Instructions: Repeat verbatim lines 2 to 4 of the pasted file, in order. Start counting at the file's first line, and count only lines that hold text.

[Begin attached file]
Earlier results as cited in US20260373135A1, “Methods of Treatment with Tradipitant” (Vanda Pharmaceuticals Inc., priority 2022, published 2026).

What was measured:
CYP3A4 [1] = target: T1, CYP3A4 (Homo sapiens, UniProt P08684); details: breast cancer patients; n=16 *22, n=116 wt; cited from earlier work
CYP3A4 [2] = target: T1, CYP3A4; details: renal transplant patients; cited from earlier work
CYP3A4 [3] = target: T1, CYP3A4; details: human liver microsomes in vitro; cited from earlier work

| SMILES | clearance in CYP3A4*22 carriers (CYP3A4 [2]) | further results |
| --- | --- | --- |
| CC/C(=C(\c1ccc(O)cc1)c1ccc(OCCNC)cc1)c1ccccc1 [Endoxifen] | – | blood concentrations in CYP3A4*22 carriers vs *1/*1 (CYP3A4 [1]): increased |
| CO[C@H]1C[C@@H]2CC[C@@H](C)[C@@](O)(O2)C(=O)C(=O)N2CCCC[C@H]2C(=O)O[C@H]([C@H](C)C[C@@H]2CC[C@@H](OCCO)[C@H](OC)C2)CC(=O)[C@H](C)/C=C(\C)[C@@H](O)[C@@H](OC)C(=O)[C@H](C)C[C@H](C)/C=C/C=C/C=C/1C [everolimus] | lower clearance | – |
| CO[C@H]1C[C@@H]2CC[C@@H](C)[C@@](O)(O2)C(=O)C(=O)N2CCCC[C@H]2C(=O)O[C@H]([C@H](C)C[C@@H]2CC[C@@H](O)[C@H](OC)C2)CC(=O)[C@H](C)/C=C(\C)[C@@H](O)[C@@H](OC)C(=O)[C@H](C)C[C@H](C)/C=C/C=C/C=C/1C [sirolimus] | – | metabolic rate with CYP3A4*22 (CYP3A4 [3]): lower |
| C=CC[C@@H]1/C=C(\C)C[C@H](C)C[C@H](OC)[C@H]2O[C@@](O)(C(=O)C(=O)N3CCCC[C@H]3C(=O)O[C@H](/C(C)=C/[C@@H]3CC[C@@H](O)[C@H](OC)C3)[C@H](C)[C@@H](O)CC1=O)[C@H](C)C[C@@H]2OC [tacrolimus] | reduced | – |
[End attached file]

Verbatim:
What was measured:
CYP3A4 [1] = target: T1, CYP3A4 (Homo sapiens, UniProt P08684); details: breast cancer patients; n=16 *22, n=116 wt; cited from earlier work
CYP3A4 [2] = target: T1, CYP3A4; details: renal transplant patients; cited from earlier work